Monitors & Money - The Relationship Between Computer Displays and Income
IntroductionThe use of multiple displays has become increasingly prevalent amongst software developers who find the additional screens to be particularly helpful by increasing the accuracy of their work and by making cross-referencing and multi-tasking easy.
While it is not uncommon to feel more productive when using more than one monitor, does this increased productivity translate into more money for the employee? Do software engineers with more and larger screens actually make more money?
We sought to answer this question through an informal online survey of more than 1300 software developers from across the United States and compared the results to median income data published by the Bureau of Labor Statistics for Computer Programmers in the United States.
Income and Number of Monitors
Based on this survey it was found that developers limited to using a single display at work were paid an average of about $64,900 per year, nearly 7% less than the national median income for computer programmers of $69,600 (Source: BLS, U.S. Department of Labor, 2010). On the other hand, developers using two displays averaged $76,200 (almost 10% higher than the national median), and those using three or more displays averaged $88,900 (more than 27% higher than the national median).
Income and Size of Monitors
What about the size of the monitors used? After evaluating data from the survey, we determined the average salary of respondents based on the largest monitor at their workstation. The average income of workers with no monitors larger than 15-17” was $66,300 while the 18-20” crowd averaged $76,000. This number increased only slightly amongst the 21-24” group, which posted an average income of $77,800. While fewer than 10% of the respondents reported using one or more monitors larger than 24”, their average income was substantially higher at $95,600; over 37% more than the national median for computer programmers.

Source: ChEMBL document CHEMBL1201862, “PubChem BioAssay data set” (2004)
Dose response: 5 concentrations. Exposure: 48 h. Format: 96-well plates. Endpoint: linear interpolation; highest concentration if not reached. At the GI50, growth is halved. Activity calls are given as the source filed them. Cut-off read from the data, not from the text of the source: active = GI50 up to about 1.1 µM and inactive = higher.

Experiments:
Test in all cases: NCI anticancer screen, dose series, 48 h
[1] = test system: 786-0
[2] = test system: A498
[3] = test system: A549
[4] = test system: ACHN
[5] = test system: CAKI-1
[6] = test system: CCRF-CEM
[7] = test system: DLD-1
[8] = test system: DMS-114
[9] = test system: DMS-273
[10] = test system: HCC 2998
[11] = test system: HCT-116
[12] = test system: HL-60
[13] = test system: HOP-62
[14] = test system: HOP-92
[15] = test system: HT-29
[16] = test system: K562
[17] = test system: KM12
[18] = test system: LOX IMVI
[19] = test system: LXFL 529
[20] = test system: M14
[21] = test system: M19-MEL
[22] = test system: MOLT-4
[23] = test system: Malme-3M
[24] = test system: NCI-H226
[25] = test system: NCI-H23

While the average income of respondents was indeed higher amongst those using more and larger monitors, it is impossible to determine the exact nature of the relationship. Is the higher income due to the increased productivity resulting from expanded screen real estate, or do employers simply provide more and larger monitors to higher-paid developers as a perk or reward? The answer is likely some combination of both, depending on the employee and the company he or she works for.
Although the data suggests a possible relationship between monitors and income, we would like to emphasize that this survey was an informal effort and does not necessarily prove statistical correlation or causality.